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“‘Well, you’ll have to.’

“‘I won’t. Whah did he fall?’

“Someone sketched briefly the approximate locality of Robert Fairfax’s resting place, and on the final word Cahoots tore away.

“The merciless shot of the Federals was still raking the field. But amid it all an old prairie schooner, gotten from God knows where, started out from the dismantled camp across the field. ‘Some fool going to his death,’ said one of the gray soldiers.

“A ragged, tattered remnant of the wagon came back. The horses were bleeding and staggering in their steps. The very harness was cut by the balls that had grazed it. But with a light in his eyes and the look of a hero, Cahoots leaped from the tattered vehicle and began dragging out the body of his master.

“He had found him far to the front in an abandoned position and brought him back over the field of the dead.

“‘How did you do it?’ They asked him.

“‘I jes’ had to do it,’ he said. ‘I promised not to go home widout him, and I didn’t keer ef I did git killed. I wanted to die ef I couldn’t find Mas’ Bob’s body.’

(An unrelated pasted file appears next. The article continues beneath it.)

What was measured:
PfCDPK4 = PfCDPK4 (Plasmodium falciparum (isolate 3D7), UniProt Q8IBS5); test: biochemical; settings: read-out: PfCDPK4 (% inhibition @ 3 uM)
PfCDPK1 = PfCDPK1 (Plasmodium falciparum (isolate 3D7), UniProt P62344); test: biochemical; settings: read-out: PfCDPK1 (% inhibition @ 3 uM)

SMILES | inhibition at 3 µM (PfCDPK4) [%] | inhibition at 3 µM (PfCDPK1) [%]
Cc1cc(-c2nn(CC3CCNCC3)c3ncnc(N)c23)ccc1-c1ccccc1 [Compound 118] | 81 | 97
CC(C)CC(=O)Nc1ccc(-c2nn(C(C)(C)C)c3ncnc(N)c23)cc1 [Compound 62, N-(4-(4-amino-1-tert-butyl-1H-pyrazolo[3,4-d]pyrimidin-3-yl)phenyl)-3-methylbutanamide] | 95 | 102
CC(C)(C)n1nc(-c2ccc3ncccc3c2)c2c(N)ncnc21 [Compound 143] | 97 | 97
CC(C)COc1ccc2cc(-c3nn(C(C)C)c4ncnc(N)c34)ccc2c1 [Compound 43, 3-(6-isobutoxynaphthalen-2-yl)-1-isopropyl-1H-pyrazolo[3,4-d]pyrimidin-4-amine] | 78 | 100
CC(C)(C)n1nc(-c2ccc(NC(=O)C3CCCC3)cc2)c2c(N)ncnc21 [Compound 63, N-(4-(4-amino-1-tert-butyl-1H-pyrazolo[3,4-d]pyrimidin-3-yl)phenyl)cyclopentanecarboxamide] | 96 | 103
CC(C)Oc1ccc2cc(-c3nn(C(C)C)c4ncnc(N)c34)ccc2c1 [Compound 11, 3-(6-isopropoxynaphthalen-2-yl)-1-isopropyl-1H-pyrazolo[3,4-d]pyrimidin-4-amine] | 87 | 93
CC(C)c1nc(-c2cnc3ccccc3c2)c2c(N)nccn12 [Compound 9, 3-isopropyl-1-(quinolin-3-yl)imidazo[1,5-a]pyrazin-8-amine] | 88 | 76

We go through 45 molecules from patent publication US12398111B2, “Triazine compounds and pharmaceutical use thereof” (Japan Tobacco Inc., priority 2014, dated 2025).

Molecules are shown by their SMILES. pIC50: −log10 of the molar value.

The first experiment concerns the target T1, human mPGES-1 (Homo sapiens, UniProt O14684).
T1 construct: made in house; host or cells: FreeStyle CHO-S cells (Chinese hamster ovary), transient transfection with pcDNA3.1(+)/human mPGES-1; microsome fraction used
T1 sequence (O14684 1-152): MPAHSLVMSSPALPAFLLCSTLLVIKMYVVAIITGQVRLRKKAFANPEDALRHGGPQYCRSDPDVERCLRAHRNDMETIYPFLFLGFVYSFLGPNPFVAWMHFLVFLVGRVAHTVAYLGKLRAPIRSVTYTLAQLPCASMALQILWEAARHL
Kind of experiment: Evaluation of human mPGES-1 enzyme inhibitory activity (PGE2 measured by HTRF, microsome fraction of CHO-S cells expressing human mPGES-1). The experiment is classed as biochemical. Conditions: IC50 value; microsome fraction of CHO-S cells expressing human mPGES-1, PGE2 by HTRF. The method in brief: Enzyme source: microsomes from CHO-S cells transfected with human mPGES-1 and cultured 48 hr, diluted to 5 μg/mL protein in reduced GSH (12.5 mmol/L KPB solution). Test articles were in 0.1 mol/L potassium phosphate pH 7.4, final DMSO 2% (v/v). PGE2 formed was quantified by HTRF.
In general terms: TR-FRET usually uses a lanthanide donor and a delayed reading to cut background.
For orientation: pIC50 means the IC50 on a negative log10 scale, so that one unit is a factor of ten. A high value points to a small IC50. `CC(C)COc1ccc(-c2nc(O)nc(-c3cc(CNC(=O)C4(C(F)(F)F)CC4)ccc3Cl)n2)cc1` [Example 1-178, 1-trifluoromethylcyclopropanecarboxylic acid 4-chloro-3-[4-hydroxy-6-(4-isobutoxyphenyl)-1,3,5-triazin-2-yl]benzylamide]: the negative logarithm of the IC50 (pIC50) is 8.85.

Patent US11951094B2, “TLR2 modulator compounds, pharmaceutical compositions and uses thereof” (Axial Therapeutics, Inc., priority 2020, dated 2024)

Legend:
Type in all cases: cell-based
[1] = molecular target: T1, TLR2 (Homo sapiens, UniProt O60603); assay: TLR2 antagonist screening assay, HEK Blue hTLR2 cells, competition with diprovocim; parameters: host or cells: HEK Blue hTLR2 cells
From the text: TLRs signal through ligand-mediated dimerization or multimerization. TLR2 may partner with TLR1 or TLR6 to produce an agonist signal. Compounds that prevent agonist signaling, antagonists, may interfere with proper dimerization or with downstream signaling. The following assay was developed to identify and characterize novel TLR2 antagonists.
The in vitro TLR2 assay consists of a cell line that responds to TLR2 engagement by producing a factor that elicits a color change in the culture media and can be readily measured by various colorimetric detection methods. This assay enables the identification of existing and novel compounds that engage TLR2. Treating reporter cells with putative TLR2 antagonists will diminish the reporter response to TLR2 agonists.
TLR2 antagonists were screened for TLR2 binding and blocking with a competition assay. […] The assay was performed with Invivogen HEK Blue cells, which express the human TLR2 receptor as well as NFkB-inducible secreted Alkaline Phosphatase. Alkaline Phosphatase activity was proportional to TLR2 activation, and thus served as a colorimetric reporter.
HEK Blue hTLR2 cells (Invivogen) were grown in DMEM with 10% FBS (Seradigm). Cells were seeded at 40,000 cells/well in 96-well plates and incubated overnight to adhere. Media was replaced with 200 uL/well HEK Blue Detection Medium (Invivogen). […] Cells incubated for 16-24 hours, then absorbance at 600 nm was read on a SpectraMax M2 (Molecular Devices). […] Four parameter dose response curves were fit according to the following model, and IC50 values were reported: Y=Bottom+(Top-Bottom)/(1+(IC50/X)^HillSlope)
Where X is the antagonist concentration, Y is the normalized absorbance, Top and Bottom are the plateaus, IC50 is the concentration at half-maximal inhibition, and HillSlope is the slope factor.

“He carried the body home, and mourned at the burial, and a year later came back to the regiment with the son who had come after Robert, and was now just of fighting age. He went all through this campaign, and when the war was over, the two struck away into the mountains. They came back after a while, neither one having taken the oath of allegiance, and if there were any rebels Cahoots was as great a one to the day of his death as his master. That tomb-stone, you see it looks old, was placed there at the old master’s request when his dead son came home from Malvern Hill, for he said when Cahoots went to the other side they must not be separated; that accounts for its look of age, but it was not until last year that we laid Cahoots–Cahoots still though an old man–beside his master. And many a man that had owned his people, and many another that had fought to continue that ownership, dropped a tear on his grave.”